24 Jun 2014

What’s the Best Treatment for the Enlarged Prostate?

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This is a question that I am frequently asked by my patients, friends and fellow gym members.

Benign prostatic hypertrophy (BPH) or the enlarged prostate is a common problem that affects the aging male starting at about 45-50 years of age. The enlarging prostate narrows the urethra and causes slow and difficult urination. It can be bothersome to the patient and if untreated, it can lead to complications including permanent damage to the kidneys and bladder.

Treatment of the enlarged prostate depends on many factors such as the severity of the symptoms, the size of the prostate gland, age, health condition of the patient, etc. The first line of treatment is to give the patient a pill that can help relax and/or shrink the prostate. Most patients treated with medication eventually end up needing a more permanent treatment that entails some type of surgery.

One procedure that is like a bridge or transitional step between medical therapy and surgery, is a one-hour office procedure called “transurethral microwave thermotherapy of the prostate” or TUMT. It consists of heating the prostatic tissue by exposing it to microwave energy delivered through a special catheter that creates a temperature of 50◦ C within the gland. TUMT works by relaxing the prostatic muscle fibers and by producing some shrinkage of the gland. About 75-80% of the patients treated by TUMT report clinical improvement in their urinary symptoms. Since this is not a surgical procedure, it is difficult to predict how long the procedure will be effective. I tell my patients this is a safe “delaying tactic” usually of several years until a more permanent surgical procedure becomes necessary.

Surgery for BPH is the gold standard treatment for BPH. Today, almost all prostate surgeries are done by a minimally invasive transurethral approach. In rare cases, when the gland is extremely large, urologists still recommend an open surgical procedure called retropubic prostatectomy.

Transurethral resection of the prostate (TURP) is the historic gold standard for the surgical treatment of BPH. It uses electricity to resect and cauterize tissue. However, with advances in laser technology, an increasing number of prostate surgeries are being performed by using laser as the energy source to perform the laser vaporization of the prostate (LVP).

The big question is which modality is best? The answer depends on the treating urologist’s training, experience and comfort with new technology, the patient characteristics, etc.

During the recent annual congress of the European Association of Urology held in Stockholm, Sweden, research data from the American College of Surgeons National Surgery Quality Improvement Program (NSQIP) database for the years 2006 to 2011, was presented by a team of Harvard researchers. This was a multi-institutional study. They did a detailed analysis by comparing clinical data from about 4800 patients who underwent TURP to data from 2600 patients who had a laser procedure. They compared patient characteristics, operative time, blood transfusions, length of stay, perioperative complications, re-interventions and perioperative mortality.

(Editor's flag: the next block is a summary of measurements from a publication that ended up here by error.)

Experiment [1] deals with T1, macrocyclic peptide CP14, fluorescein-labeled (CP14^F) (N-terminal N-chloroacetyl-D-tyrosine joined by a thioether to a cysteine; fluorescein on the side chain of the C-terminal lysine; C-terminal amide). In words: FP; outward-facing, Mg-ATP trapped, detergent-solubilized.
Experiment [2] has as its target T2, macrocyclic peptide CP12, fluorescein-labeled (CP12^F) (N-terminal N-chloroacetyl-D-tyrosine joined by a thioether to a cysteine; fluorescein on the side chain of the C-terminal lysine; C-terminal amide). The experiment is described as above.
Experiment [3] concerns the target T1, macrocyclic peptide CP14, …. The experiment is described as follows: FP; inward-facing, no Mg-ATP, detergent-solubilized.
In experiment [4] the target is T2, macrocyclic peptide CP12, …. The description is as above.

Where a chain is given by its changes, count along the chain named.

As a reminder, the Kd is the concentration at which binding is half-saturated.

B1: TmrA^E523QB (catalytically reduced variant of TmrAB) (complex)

The study showed that both TURP and LVP appeared to be generally safe. While pretty close with respect to overall complications and perioperative mortality, some significant differences were noted in some specific areas. The laser procedure was associated with a decreased risk for prolonged length of stay compared to TURP. LVP had a shorter operative time, reduced need for transfusion, and a lower 30-day re-intervention rate than TURP. Compared to the laser procedure, TURP was associated with a higher rate of pulmonary complications, partly explained by the increased use of general anesthesia in men undergoing TURP. The researchers concluded by stating that in general, the comparative morbidity was slightly higher with TURP but the overall morbidity was relatively low and they considered both procedures to be relatively benign.

I have always been interested in lasers in urology. I took my first training course on lasers in the early 1980’s at the Mayo Clinic when medical lasers were still in their infancy. Over the years, I have tried all kinds of lasers as they have become available for clinical use. I have used the Yag laser, Holmium laser. KTP laser and more recently the Thulium laser for various urological procedures.

My preferred procedure to treat the enlarged prostate is the Thulium laser prostatectomy, also known as Quanta or Revolix laser prostatectomy. I like it because it is safe, does not cause coagulation necrosis, there is no intra-operative bleeding and there is no intravascular absorption of the irrigation fluid that can lead to complications. Being an end-firing laser, the Thulium laser allows both precise cutting and vaporization of tissue making the procedure faster. It is an outpatient procedure. Because of its safety characteristics, larger glands can be treated without added risk. Post-operative recovery is quick and uncomplicated. I still do an occasional bipolar TURP when the laser is not available. The “button” TURP, as the bipolar TURP is often referred to, is a great improvement over the conventional TURP. The bottom line however is that I am a laser prostate guy.

Garo M. Tertzakian, M.D.

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